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Ronald Day en route to work, NYC. © Ed Kashi / VII Photo

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Think Outside The Cell, a NYC based advocacy group, and VII Photo Agency recently collaborated to make and distribute a media campaign to educate the public about the continued struggles for felons post-release. This is the third of a five part series, ‘Ending The Stigma Of Incarceration.’

(Part One): Think Outside The Cell / VII Photo Partnership.

(Part Two): A Conversation With Ron Haviv.

Ed Kashi, together with Ron Haviv, photographed and videoed Ronald Day‘s story. Ed and I chatted about his experience and the issues at stake.

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Editor’s note: On September 27, 2012, Ronald Day was discharged from parole. He has since obtained his passport and registered to vote. On November 6, he will vote for the first time in his life. These interviews were conducted prior to September 27.

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Prison Photography (PP): When the idea of this partnership cropped up, how was it that yourself, Ron, Ash and Jess became the first four photographers?

Ed Kashi (EK): To some degree we were chosen on proximity to the subjects. Proximity to New York … and budget. We sense that we’ll expand this work dramatically into a bigger documentary series – not only in terms of going more in depth with our two subjects but with two more subjects.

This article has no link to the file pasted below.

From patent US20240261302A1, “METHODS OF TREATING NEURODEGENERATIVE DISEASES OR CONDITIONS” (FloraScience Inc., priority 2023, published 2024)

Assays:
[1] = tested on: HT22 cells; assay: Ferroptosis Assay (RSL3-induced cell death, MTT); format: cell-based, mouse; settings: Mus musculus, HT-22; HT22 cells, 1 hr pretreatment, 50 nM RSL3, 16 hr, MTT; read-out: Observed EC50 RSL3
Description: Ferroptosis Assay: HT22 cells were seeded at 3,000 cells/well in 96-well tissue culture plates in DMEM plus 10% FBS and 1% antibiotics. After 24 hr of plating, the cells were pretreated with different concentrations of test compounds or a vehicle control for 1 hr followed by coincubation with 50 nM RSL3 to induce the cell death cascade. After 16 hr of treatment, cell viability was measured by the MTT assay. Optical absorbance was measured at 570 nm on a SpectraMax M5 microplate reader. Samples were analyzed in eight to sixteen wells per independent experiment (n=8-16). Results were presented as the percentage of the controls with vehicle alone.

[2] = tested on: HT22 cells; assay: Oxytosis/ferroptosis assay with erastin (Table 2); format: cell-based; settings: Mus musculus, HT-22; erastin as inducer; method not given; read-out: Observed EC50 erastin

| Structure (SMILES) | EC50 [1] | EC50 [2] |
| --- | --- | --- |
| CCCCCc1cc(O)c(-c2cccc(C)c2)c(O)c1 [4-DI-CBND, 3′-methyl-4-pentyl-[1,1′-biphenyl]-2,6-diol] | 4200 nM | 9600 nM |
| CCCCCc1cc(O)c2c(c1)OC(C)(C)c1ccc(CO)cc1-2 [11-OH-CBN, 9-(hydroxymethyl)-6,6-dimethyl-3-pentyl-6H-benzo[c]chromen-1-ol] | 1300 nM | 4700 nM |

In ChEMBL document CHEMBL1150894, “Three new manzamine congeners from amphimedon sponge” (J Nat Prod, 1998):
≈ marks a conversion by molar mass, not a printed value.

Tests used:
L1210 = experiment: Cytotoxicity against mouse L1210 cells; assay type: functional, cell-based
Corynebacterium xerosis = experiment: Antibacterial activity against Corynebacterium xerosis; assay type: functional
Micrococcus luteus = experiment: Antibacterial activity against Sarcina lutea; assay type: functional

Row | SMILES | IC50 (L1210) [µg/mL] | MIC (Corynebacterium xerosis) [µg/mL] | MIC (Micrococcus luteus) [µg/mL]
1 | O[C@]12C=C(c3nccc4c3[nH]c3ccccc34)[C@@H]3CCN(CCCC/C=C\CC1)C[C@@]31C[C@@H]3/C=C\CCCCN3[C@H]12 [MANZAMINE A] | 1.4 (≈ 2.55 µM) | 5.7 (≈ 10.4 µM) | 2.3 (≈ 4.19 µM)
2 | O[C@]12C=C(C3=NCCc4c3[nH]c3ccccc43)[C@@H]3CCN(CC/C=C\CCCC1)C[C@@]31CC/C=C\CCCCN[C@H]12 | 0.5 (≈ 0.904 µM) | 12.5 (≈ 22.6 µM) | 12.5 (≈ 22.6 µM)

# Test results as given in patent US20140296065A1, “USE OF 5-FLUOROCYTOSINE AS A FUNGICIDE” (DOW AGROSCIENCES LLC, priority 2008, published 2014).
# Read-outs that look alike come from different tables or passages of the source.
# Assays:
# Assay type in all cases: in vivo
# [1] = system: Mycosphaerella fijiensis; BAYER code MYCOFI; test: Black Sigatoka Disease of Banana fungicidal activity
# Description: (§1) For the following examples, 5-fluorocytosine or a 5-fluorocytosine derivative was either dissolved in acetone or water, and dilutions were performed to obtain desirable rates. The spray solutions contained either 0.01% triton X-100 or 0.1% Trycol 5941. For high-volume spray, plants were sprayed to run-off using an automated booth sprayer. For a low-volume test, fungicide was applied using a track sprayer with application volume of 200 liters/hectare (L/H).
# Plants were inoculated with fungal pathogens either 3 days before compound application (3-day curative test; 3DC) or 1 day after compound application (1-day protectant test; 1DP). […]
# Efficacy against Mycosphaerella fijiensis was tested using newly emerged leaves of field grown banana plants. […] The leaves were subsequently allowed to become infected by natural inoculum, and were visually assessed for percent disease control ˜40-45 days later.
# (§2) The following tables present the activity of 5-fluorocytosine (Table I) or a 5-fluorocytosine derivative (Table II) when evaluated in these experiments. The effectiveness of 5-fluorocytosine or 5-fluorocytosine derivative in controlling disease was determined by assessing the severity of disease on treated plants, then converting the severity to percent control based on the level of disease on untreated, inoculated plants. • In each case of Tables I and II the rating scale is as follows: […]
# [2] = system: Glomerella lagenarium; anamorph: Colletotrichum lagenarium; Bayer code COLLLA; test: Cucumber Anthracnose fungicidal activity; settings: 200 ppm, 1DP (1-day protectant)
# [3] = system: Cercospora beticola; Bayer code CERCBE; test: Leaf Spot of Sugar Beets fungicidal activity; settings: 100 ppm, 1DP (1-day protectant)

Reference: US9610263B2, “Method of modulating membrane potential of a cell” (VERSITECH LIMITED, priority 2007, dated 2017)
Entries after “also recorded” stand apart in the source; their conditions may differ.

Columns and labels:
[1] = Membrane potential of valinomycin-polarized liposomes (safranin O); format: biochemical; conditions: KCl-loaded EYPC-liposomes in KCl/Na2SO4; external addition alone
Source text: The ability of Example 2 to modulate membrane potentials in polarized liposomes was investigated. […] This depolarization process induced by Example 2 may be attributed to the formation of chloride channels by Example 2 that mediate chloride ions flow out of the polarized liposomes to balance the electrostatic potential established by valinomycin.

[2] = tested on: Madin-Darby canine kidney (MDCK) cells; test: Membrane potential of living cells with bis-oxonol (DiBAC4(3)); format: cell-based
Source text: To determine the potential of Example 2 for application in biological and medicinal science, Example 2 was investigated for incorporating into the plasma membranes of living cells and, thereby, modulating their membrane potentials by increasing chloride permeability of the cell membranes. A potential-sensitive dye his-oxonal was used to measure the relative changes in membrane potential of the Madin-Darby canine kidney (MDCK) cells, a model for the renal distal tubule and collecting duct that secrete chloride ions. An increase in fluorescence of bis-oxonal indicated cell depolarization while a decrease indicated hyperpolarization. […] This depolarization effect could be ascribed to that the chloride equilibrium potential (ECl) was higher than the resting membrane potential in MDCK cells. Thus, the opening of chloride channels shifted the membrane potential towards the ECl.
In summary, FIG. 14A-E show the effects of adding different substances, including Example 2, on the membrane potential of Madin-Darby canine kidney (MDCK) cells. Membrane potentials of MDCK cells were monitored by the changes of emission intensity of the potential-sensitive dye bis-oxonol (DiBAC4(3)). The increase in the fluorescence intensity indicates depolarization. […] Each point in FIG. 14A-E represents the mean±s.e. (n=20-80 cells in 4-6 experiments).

EK: I’ve done a lot of work on prisons and similar subject matter. I don’t know about the other three. I am driven by examining social and political issues and increasingly it is frustrating to be able to do that for publications and the editorial world. I can speak confidently for all four of us and say our hearts lie in examining social and political issues, but it is so hard to get the funding let alone the interest and the buy-in of the editorial world, so whenever the chance to partner with NGOs or foundations or organizations and go out in the world and do honest and good visual reporting and know that the work will be used in an effective way to advocate for these issues, we take it.

PP: Can you give us a brief background on those stories you’ve done on prisons before?

EK: The first project that I did was in the late 80s. I pursued a personal project on the issue of private prisons looking at Corrections Corporation of America (CCA) based in Nashville. I was fascinated back then by the issue of privatization that began under Reagan and Bush Snr. I was concerned that we were privatizing such a critical function of society. I went to four facilities around the country.

Over the years, I’ve also had assignments to go to San Quentin or Folsom to do one or two day shoots for TIME magazine, that kind of thing.

The next really big encounter with prisons was during my aging project. During the very first stage of what became an eight-year project on how America is growing old, I did a story on aging prisoners. I went to a couple of prisons with dedicated geriatric facilities. I did the fieldwork in 96 and 97 and the story eventually ran in the New York Times Magazine in 1997. It seems to be an issue I’m always bumping up against in one way or another.

PP: Compared to most photographers, your experience with and within prisons is incredibly wide and involved. Most photographers if they touch on the subject – and sometimes it might be accidental – might do do only once. Repeated visits to prison across the states is unusual. Access to private prisons is very unusual.